Corbitt's sentencing provoked an outcry in Willow Springs; Village residents expressed a strong interest in learning which public officials had written letters, many apparently on official letterhead, seeking leniency for Corbitt. Three days after Corbitt's sentencing, the Board of Trustees of Willow Springs unanimously approved a resolution stating that no Village official had been authorized to use his or her office to secure a lighter sentence for Corbitt; the board also sent a letter to Judge Marshall, asking him to allow public access to the letters written by Village officials.

The Southtown Economist, a newspaper covering the Village of Willow Springs, reported extensively on Corbitt's conviction and sentencing. On January 19, 1988, Pulitzer Community Newspapers, Inc. ("Pulitzer"), publisher of the Southtown Economist, moved to intervene in Corbitt's case to secure release of the presentence report and testimonial letters on which Judge Marshall had relied in sentencing. Pulitzer argued that, since Corbitt's conviction involved misconduct in office, the entire criminal proceeding was "affected with a public interest." Pulitzer also asserted that the public had an especially strong interest in learning what factors, possibly including the pleas of Village officials, had persuaded the district court to impose what was perceived to be an inordinately lenient sentence. Corbitt objected to disclosure of any sentencing materials which had not previously been disclosed during the sentencing hearing; however, he declined to file a brief opposing Pulitzer's motion in the district court, and has not participated in this appeal. The United States filed a brief stating that, while it did not object to disclosure of the unsolicited letters written on Corbitt's behalf, it opposed the disclosure of any part of Corbitt's presentence report.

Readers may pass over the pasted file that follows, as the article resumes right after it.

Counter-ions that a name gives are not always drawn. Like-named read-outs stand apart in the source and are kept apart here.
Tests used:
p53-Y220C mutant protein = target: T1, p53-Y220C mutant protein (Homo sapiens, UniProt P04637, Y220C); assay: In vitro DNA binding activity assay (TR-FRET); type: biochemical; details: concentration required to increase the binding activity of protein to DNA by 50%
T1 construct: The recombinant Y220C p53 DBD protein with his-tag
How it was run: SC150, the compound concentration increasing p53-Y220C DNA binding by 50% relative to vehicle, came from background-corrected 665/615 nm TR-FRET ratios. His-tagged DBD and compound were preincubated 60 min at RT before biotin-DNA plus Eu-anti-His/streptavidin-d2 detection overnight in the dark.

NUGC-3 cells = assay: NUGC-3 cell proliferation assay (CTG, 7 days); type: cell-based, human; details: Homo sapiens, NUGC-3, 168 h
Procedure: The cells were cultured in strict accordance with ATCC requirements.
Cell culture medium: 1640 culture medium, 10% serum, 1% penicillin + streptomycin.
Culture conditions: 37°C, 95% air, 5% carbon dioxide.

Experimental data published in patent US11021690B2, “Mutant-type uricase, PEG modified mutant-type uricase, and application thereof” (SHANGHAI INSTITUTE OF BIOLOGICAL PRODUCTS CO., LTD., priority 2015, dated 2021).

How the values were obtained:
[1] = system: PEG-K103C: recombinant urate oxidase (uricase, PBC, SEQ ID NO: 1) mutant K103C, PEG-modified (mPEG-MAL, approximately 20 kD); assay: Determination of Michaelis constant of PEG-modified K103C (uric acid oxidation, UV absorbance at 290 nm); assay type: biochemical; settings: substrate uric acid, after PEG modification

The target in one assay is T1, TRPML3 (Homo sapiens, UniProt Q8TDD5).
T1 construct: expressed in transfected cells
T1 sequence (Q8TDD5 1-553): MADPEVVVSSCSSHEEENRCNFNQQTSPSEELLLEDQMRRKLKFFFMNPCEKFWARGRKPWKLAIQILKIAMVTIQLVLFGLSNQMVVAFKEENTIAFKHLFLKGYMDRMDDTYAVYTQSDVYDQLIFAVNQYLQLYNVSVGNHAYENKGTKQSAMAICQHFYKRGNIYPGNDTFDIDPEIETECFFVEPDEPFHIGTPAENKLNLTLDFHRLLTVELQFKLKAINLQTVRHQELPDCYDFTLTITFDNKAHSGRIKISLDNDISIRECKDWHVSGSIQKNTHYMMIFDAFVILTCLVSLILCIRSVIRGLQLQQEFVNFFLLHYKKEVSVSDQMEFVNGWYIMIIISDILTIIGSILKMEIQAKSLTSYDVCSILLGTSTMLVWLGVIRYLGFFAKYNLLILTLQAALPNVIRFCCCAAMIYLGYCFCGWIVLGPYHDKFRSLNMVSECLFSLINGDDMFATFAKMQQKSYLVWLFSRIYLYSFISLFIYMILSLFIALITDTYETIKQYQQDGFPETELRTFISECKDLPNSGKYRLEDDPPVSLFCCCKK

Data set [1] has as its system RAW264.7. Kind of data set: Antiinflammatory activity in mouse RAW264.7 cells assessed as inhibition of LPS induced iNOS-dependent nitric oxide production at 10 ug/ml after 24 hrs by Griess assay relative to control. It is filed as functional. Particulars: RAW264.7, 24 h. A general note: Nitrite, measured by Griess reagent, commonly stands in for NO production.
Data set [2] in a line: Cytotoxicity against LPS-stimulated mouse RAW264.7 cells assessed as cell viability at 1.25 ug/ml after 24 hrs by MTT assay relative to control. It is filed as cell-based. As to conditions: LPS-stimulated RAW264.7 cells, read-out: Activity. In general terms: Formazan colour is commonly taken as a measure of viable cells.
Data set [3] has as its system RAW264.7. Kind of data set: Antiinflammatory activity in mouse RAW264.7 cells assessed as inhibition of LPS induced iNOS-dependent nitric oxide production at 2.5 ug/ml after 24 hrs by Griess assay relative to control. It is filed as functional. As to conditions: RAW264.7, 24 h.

On August 24, 1988, the district court issued a memorandum opinion granting Pulitzer substantial access to the presentence report and letters. Judge Marshall began his opinion by noting that prior decisions of this court, which held that a criminal defendant must show a "compelling need" for disclosure of the presentence report of a government witness, were not controlling because, in those cases, "no third party had sought release of [the] presentence report." The court then noted that, through a series of amendments to Federal Rule of Criminal Procedure 32, there had been a "gradual relaxation" of the traditional secrecy of the presentence report, culminating in the current version of Rule 32, which mandates defense access to the report in every case. Relying on United States v. Schlette, 842 F.2d 1574 (9th Cir. 1988), the court also rejected the government's argument that the "free flow of information" to the sentencing judge would be curtailed if the report were made public.